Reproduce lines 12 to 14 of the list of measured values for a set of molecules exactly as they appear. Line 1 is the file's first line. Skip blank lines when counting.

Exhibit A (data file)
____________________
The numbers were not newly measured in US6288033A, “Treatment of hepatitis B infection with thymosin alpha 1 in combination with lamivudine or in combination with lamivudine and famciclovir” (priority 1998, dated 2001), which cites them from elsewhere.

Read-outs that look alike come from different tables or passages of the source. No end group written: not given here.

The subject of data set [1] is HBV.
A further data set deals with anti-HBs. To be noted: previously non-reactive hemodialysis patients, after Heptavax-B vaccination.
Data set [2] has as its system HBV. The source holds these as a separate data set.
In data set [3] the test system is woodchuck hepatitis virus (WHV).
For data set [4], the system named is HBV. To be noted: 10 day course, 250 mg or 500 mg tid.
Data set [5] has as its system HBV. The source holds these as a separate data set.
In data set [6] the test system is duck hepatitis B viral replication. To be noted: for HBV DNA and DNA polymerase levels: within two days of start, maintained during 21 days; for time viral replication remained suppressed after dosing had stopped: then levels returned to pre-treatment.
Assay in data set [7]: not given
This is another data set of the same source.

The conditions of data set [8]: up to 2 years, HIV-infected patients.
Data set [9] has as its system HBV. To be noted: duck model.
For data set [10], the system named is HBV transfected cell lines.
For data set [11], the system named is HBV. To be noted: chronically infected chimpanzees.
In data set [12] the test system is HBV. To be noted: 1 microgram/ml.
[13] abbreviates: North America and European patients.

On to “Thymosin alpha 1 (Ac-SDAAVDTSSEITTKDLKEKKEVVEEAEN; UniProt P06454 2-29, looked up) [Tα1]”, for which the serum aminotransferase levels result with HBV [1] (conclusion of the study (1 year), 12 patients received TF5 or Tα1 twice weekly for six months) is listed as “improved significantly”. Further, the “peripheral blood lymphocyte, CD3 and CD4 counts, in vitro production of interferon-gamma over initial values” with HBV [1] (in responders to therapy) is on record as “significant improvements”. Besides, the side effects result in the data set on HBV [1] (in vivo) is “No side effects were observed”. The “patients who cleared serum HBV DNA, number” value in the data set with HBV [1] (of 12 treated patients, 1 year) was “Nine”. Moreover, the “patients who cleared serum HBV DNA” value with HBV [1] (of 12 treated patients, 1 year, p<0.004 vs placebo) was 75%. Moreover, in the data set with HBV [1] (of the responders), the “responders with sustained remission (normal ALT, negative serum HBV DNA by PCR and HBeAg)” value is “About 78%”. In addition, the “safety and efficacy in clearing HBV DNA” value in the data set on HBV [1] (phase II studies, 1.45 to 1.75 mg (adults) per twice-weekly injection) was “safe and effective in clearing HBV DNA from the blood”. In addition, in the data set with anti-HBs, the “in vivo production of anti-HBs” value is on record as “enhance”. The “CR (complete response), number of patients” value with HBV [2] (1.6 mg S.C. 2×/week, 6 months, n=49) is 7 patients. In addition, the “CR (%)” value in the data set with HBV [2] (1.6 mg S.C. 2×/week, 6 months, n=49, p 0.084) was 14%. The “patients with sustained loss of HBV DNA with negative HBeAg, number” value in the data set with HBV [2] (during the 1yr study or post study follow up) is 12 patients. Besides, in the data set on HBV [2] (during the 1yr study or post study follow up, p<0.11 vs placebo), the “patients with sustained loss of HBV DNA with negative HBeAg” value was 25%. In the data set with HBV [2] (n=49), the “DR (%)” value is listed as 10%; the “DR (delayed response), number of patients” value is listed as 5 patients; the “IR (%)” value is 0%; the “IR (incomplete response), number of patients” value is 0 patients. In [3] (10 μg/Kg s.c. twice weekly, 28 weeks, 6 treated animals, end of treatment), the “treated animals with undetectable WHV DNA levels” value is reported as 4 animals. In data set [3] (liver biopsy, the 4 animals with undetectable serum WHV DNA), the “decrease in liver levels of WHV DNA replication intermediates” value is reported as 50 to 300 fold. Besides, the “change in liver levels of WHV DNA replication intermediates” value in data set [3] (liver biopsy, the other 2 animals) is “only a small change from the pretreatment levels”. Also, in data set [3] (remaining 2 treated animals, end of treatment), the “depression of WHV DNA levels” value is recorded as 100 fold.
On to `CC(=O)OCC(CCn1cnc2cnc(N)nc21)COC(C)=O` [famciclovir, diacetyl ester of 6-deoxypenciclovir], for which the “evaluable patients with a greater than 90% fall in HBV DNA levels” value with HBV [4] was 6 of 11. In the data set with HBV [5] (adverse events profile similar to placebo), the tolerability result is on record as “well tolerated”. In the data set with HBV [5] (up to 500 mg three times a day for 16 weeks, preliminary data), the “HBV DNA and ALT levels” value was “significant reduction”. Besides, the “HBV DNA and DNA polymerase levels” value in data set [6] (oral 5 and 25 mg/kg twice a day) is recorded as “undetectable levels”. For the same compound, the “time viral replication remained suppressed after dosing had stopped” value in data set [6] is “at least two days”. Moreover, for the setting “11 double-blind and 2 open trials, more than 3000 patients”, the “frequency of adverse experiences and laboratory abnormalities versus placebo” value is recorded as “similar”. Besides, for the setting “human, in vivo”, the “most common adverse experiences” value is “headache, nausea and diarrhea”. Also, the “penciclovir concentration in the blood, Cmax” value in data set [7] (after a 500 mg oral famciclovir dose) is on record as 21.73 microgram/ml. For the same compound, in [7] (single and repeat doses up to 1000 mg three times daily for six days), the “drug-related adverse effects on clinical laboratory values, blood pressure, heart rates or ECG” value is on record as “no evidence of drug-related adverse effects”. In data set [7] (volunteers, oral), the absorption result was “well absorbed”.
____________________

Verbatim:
The conditions of data set [8]: up to 2 years, HIV-infected patients.
Data set [9] has as its system HBV. To be noted: duck model.
For data set [10], the system named is HBV transfected cell lines.